Messiah Review

A capacity crowd stands for the “Hallelujah” Chorus at the finale of Handel’s “Messiah,” an annual holiday concert at Rutland’s Grace Congregational Church, conducted by Alastair Stout.

On May 7, 1822, Thomas P. Matthews, “Sec’y” of the Addison County Musical Society placed an ad for their “Annual Concert at the Meeting House in Middlebury.” Extending a “general invitation” to “all Choirs in the County,” he also specifically and “respectfully invite(d) the assistance of Ladies acquainted with the music.”

What music would that be? Well, not what you might expect in the valleys and hillsides of a sparsely populated, farm-dotted state 3,000 miles away from Europe: Handel’s “Messiah,” the “Grand Hallelujah Chorus” and excerpts of Part III, to be exact.

Three centuries later, for the descendents of those Middlebury singers, as it is for many Americans, “Messiah” has become as synonymous with Christmas as Santa Claus and eggnog.

George Frederic Handel composed the oratorio in 1741 through the course of just 24 days. First performed in the winter of 1741-42 in Dublin, and in London the following year, the work — originally written for Easter — was an instant hit with European audiences.

Americans first fell in love with the resounding chords of the “Messiah” when excerpts of the three-part oratorio were debuted in New York City in January 1770. Philadelphia and Boston followed suit soon thereafter. On Christmas Day, 1818, the Handel and Hayden Society, founded in Boston three years earlier, performed the entire three part, 2½-hour oratorio for the first time this side of the Atlantic.

It’s not clear exactly when “Messiah” began to be performed in Vermont, but we do know that by 1800, even in this rural state, choral music was flourishing.

While Vermonters predominately sang a capella shape-note music of the “Yankee tunebook variety,” as Middlebury professor Larry Hamberlin called it, by the late 1700s, more elaborate music was beginning to be taught in newly established singing schools. A flyer circulated in Woodstock in 1794 argued the importance of regulating “harmony in the religious societies… and to... gain knowledge in the pleasing Art of Psalm singing.” In 1797, it was impressed upon the residents of Dorset that it was their “indispensable duty” to “support the public worship of God” through “singing the praises... with musical harmony and decency,” as “enforced by divine authority.”

One choirmaster, Jeremiah Ingalls — also a farmer, tavern-master, cooper and composer — gained quite the reputation around the state during his 1791 to 1805 tenure at Newbury Congregational Church. So much so that travelers would often plan their trip to include a stop in Newbury in order to hear his choir sing. Did they ever sing from Handel’s “Messiah”? Possibly.

In 1809, the “Hallelujah Chorus” was performed at a concert in Salem, Massachusetts. This was significant in that it was the first presentation of the chorus outside the limits of a large city — proof that the “Messiah” was on the move into more rural parts of New England. Ingalls may well have been familiar with the work, having moved to Vermont from the Boston area.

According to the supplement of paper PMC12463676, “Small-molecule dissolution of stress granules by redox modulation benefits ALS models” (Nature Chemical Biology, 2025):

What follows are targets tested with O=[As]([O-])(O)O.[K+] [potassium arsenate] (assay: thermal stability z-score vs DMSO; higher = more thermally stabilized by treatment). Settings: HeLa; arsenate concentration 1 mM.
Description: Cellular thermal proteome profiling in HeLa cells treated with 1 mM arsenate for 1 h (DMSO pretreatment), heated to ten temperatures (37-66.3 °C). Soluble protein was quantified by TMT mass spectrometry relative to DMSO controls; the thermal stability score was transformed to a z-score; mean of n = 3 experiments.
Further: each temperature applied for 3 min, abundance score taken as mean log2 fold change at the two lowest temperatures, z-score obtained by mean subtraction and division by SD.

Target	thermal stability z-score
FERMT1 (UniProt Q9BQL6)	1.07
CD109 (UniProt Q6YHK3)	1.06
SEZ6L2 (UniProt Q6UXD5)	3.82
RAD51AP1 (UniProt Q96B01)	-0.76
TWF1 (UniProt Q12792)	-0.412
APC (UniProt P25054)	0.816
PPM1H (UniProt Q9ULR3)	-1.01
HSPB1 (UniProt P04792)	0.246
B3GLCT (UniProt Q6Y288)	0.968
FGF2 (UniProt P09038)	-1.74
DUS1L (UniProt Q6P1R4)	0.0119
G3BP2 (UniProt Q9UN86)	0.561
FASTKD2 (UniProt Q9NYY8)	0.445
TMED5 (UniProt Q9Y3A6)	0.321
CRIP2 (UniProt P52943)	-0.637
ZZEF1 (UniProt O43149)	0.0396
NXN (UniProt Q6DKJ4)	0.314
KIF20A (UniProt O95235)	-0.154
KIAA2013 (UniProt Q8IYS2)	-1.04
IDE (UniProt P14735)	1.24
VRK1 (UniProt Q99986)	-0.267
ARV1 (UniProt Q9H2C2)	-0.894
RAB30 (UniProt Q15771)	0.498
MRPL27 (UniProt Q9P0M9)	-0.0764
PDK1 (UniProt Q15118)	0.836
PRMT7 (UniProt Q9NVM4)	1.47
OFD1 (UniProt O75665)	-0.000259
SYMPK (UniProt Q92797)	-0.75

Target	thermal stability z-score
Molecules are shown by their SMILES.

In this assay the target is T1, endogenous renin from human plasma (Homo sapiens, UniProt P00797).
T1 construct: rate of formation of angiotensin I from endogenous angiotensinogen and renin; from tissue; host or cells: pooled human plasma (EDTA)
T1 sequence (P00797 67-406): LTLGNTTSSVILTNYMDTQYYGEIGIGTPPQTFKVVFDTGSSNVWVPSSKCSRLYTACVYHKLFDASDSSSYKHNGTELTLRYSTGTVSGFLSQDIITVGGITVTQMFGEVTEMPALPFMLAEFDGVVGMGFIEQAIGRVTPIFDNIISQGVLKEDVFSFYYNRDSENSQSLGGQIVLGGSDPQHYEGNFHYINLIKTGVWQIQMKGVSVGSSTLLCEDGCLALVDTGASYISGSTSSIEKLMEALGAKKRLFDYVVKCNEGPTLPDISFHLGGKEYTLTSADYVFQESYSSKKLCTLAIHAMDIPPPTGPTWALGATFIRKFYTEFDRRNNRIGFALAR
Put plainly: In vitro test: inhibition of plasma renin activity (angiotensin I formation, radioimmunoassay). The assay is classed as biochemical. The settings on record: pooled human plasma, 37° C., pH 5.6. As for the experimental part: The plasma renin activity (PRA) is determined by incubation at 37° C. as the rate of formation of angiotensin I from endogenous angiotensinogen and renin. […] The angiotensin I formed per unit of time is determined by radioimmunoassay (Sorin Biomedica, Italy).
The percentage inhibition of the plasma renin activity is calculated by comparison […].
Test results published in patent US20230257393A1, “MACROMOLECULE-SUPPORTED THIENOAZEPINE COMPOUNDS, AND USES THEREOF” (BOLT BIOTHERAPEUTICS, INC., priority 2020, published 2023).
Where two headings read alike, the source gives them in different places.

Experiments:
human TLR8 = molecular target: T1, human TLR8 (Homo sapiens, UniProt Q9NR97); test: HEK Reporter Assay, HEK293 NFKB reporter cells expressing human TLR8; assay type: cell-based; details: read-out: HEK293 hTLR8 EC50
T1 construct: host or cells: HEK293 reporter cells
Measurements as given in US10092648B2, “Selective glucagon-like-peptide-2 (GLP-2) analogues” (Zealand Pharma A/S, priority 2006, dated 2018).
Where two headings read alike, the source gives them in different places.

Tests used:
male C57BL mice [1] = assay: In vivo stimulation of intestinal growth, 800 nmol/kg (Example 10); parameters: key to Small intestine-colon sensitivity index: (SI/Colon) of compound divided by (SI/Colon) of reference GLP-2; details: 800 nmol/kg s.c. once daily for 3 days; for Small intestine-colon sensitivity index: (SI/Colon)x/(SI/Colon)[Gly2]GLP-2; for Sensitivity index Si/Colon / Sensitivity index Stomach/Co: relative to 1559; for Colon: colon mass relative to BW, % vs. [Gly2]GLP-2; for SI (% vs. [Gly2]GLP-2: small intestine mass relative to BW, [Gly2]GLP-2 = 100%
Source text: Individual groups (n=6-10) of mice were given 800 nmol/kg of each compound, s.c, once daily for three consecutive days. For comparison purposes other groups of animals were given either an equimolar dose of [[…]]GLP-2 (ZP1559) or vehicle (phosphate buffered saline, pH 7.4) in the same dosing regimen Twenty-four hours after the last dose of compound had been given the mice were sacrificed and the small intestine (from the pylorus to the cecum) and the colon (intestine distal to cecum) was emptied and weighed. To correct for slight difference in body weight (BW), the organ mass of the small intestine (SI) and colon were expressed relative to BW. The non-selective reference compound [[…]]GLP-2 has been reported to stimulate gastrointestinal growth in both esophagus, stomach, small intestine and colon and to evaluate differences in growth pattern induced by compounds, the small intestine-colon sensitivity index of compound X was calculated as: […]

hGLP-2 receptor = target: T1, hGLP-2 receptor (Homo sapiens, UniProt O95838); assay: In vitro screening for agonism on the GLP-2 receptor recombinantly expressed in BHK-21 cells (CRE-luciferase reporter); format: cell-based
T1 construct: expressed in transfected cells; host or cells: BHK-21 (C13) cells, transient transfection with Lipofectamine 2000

By the early 20th century, “Messiah” was still performed at Easter. However, the “Hallelujah Chorus” and the “Pastoral Symphony” were often performed as part of Christmas services. But it wasn’t until the 1940s that Vermont newspapers began to refer to the “Christmas music” (1941) or “Christmas section” (1943) of Handel’s composition. In Dec. 1944, Montpelier’s “Evening Argus” called it specifically the “Christmas Oratorio.”

On Nov. 30, 1951, the Green Mountain Junior College Chorus and Welsh Male Choir joined forces to sing the full work in Poultney. In 1956, the senior choir of Rutland Congregational Church (now Grace Congregational) invited area singers to join them to perform the “Advent and Christmas portions” of the “Messiah.” Around the state other musical organizations began to present the “Messiah” solely during Christmas, initiating a tradition that has continued (mostly) uninterrupted to today, an annual event that for many kicks off the holiday season.

This past Dec. 5, echoing the first “Messiah” performance three centuries earlier when Europe was introduced to Handel’s masterpiece by a choir of only 32 singers, Rutland Area Chorus presented the oratorio at Grace Congregational with a far smaller choir than in years past (as result of COVID). Even so, according to Times Argus’ Jim Lowe, it was “eminently satisfying.” This reaction, in turn, echoes a poem written by a Bostonian in 1818 “On Hearing Handel’s Messiah Performed” as printed in the “Vermont Intelligencer”: Through my frame / Thrills warm emotion, and the starting tear / Speaks the high rapture of the conscious goal. / If such on earth, O Harmony: Thy power.

What began as a collaboration between a German composer and an English librettist and performed in the grand music halls and cathedrals of Europe, found its way to the small meeting houses of pastoral Vermont. Another two centuries on we continue to stand in awe — figuratively and literally (as did King George II back in 1743) — at the majesty of this music that for many has come to define the season.

Hallelujah!

Joanna Tebbs Young is an author, freelance writer and historian, and teaching artist living in Rutland. She can be contacted at jtebbsyoung@gmail.com.

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Joanna Tebbs Young, MA, MFA Freelance Writer & Historian, Teaching Artist Author of award-winning "Lilian Baker Carlisle: VT Historian, Burlington Treasure" wisdomwithinink.com / rutlandwhen.wordpress.com

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